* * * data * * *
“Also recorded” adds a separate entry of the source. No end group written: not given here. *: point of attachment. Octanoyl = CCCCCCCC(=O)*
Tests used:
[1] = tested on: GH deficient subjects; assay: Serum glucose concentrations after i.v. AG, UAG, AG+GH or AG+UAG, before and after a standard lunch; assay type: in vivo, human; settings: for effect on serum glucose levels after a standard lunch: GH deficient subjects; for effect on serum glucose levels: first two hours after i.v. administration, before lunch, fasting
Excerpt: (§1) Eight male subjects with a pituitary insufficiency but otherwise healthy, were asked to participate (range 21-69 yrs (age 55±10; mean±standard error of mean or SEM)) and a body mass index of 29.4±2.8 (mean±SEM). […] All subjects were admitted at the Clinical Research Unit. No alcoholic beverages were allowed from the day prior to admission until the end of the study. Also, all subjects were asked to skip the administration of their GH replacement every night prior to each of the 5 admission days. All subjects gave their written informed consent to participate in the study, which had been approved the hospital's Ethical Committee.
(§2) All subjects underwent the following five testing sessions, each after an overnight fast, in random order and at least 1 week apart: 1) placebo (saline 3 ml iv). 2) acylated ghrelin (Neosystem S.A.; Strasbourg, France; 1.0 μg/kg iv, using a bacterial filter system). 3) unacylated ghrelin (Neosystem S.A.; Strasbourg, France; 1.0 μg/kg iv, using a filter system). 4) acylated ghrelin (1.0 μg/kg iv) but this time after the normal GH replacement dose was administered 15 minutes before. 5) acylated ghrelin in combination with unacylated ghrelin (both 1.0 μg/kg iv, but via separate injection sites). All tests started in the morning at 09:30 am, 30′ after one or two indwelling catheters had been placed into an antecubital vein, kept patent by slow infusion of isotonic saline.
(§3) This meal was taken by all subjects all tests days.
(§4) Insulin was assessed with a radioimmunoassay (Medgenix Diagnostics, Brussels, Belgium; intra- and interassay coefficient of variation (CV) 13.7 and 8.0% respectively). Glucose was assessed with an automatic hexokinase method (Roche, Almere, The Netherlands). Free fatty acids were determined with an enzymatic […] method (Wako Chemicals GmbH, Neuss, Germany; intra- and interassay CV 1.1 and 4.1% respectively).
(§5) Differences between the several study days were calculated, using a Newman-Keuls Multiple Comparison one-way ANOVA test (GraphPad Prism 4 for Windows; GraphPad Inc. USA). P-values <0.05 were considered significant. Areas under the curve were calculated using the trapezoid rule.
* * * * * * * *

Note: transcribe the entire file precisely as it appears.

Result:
“Also recorded” adds a separate entry of the source. No end group written: not given here. *: point of attachment. Octanoyl = CCCCCCCC(=O)*
Tests used:
[1] = tested on: GH deficient subjects; assay: Serum glucose concentrations after i.v. AG, UAG, AG+GH or AG+UAG, before and after a standard lunch; assay type: in vivo, human; settings: for effect on serum glucose levels after a standard lunch: GH deficient subjects; for effect on serum glucose levels: first two hours after i.v. administration, before lunch, fasting
Excerpt: (§1) Eight male subjects with a pituitary insufficiency but otherwise healthy, were asked to participate (range 21-69 yrs (age 55±10; mean±standard error of mean or SEM)) and a body mass index of 29.4±2.8 (mean±SEM). […] All subjects were admitted at the Clinical Research Unit. No alcoholic beverages were allowed from the day prior to admission until the end of the study. Also, all subjects were asked to skip the administration of their GH replacement every night prior to each of the 5 admission days. All subjects gave their written informed consent to participate in the study, which had been approved the hospital's Ethical Committee.
(§2) All subjects underwent the following five testing sessions, each after an overnight fast, in random order and at least 1 week apart: 1) placebo (saline 3 ml iv). 2) acylated ghrelin (Neosystem S.A.; Strasbourg, France; 1.0 μg/kg iv, using a bacterial filter system). 3) unacylated ghrelin (Neosystem S.A.; Strasbourg, France; 1.0 μg/kg iv, using a filter system). 4) acylated ghrelin (1.0 μg/kg iv) but this time after the normal GH replacement dose was administered 15 minutes before. 5) acylated ghrelin in combination with unacylated ghrelin (both 1.0 μg/kg iv, but via separate injection sites). All tests started in the morning at 09:30 am, 30′ after one or two indwelling catheters had been placed into an antecubital vein, kept patent by slow infusion of isotonic saline.
(§3) This meal was taken by all subjects all tests days.
(§4) Insulin was assessed with a radioimmunoassay (Medgenix Diagnostics, Brussels, Belgium; intra- and interassay coefficient of variation (CV) 13.7 and 8.0% respectively). Glucose was assessed with an automatic hexokinase method (Roche, Almere, The Netherlands). Free fatty acids were determined with an enzymatic […] method (Wako Chemicals GmbH, Neuss, Germany; intra- and interassay CV 1.1 and 4.1% respectively).
(§5) Differences between the several study days were calculated, using a Newman-Keuls Multiple Comparison one-way ANOVA test (GraphPad Prism 4 for Windows; GraphPad Inc. USA). P-values <0.05 were considered significant. Areas under the curve were calculated using the trapezoid rule.